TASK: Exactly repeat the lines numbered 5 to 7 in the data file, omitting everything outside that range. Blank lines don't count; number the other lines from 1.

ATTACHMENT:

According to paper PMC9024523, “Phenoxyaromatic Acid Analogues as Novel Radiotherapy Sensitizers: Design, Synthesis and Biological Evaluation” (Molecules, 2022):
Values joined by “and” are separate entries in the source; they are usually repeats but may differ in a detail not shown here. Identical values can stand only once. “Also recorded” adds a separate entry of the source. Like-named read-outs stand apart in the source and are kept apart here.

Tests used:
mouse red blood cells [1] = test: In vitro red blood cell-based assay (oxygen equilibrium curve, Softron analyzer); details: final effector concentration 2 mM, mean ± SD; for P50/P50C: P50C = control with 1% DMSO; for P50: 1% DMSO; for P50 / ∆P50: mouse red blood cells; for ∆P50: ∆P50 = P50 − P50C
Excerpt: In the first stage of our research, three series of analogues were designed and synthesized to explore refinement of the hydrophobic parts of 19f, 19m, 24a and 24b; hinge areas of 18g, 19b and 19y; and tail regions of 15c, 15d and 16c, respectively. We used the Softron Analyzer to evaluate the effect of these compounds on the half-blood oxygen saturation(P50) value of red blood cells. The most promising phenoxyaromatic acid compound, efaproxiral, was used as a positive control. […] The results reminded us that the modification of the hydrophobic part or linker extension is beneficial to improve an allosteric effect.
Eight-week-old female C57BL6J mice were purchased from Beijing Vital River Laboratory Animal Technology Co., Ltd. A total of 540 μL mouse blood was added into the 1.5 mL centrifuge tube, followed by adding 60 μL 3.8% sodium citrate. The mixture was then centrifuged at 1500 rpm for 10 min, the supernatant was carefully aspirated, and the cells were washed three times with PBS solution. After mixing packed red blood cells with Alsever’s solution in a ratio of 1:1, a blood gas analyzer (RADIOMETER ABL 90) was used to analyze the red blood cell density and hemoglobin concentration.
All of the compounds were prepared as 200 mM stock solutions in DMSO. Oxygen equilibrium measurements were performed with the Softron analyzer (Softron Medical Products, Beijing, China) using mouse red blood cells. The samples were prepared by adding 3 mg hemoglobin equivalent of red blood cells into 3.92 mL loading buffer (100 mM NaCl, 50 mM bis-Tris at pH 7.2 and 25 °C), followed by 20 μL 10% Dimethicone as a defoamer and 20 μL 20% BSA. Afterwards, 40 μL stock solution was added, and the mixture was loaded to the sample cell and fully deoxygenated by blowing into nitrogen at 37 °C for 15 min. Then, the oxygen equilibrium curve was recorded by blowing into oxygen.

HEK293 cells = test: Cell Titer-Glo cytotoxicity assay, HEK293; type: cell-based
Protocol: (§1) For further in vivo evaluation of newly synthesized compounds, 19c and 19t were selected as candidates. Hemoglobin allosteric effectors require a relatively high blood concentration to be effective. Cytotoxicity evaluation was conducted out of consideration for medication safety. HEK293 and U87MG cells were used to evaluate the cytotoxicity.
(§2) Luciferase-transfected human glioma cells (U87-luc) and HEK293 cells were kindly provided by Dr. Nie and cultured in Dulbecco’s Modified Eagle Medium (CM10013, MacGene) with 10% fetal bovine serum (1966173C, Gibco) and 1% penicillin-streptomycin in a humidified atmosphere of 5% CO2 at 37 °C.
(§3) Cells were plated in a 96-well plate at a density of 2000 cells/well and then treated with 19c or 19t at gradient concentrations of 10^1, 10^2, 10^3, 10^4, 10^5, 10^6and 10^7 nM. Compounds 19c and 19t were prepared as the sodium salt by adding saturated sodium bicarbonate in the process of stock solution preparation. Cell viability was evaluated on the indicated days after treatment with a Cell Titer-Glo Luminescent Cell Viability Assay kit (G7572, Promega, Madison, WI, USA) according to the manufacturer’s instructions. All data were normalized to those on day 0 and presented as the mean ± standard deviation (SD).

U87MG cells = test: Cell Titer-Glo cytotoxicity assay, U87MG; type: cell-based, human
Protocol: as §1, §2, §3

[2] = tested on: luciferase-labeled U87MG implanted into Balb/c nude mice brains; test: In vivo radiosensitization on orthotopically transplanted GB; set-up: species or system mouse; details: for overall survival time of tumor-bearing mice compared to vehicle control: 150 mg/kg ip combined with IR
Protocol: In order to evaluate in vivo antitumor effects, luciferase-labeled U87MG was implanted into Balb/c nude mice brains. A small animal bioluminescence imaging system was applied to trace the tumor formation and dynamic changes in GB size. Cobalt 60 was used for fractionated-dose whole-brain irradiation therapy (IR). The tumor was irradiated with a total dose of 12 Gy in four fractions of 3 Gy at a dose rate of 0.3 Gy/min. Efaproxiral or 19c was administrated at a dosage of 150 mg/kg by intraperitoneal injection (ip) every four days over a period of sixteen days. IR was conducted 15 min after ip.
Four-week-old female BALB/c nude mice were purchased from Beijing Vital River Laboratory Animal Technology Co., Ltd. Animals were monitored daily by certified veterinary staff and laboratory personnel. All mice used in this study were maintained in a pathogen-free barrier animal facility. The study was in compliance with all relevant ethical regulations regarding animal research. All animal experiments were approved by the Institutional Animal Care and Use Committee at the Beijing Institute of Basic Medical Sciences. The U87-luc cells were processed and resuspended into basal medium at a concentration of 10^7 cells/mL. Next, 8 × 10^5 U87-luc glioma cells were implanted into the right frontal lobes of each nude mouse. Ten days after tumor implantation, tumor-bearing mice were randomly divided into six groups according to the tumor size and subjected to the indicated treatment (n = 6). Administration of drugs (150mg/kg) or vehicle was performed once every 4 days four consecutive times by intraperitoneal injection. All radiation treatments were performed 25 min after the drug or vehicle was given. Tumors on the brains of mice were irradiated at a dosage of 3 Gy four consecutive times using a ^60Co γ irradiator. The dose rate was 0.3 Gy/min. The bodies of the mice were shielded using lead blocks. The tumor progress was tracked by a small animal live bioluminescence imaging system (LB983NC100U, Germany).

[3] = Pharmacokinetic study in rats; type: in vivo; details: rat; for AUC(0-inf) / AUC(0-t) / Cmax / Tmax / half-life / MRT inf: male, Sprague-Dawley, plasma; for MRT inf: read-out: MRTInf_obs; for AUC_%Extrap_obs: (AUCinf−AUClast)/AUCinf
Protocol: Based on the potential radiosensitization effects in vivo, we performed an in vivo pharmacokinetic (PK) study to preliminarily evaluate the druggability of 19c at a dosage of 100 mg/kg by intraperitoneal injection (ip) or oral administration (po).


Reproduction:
Excerpt: In the first stage of our research, three series of analogues were designed and synthesized to explore refinement of the hydrophobic parts of 19f, 19m, 24a and 24b; hinge areas of 18g, 19b and 19y; and tail regions of 15c, 15d and 16c, respectively. We used the Softron Analyzer to evaluate the effect of these compounds on the half-blood oxygen saturation(P50) value of red blood cells. The most promising phenoxyaromatic acid compound, efaproxiral, was used as a positive control. […] The results reminded us that the modification of the hydrophobic part or linker extension is beneficial to improve an allosteric effect.
Eight-week-old female C57BL6J mice were purchased from Beijing Vital River Laboratory Animal Technology Co., Ltd. A total of 540 μL mouse blood was added into the 1.5 mL centrifuge tube, followed by adding 60 μL 3.8% sodium citrate. The mixture was then centrifuged at 1500 rpm for 10 min, the supernatant was carefully aspirated, and the cells were washed three times with PBS solution. After mixing packed red blood cells with Alsever’s solution in a ratio of 1:1, a blood gas analyzer (RADIOMETER ABL 90) was used to analyze the red blood cell density and hemoglobin concentration.
All of the compounds were prepared as 200 mM stock solutions in DMSO. Oxygen equilibrium measurements were performed with the Softron analyzer (Softron Medical Products, Beijing, China) using mouse red blood cells. The samples were prepared by adding 3 mg hemoglobin equivalent of red blood cells into 3.92 mL loading buffer (100 mM NaCl, 50 mM bis-Tris at pH 7.2 and 25 °C), followed by 20 μL 10% Dimethicone as a defoamer and 20 μL 20% BSA. Afterwards, 40 μL stock solution was added, and the mixture was loaded to the sample cell and fully deoxygenated by blowing into nitrogen at 37 °C for 15 min. Then, the oxygen equilibrium curve was recorded by blowing into oxygen.